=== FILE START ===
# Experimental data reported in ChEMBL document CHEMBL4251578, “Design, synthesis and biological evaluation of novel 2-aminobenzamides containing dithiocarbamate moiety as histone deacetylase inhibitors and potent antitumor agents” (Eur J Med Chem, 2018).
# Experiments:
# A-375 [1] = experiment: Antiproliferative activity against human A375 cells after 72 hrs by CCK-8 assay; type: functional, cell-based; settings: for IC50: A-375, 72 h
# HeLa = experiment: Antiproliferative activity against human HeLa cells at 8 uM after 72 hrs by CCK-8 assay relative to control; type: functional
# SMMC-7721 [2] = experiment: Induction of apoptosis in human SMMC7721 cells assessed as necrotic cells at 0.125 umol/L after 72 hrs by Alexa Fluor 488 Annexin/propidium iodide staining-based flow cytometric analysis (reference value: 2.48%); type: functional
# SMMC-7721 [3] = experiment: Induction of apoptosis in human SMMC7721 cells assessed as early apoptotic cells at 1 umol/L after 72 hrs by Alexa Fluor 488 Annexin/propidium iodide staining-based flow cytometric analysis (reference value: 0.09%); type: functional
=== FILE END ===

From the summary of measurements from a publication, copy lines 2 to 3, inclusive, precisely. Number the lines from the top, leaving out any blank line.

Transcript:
# Experiments:
# A-375 [1] = experiment: Antiproliferative activity against human A375 cells after 72 hrs by CCK-8 assay; type: functional, cell-based; settings: for IC50: A-375, 72 h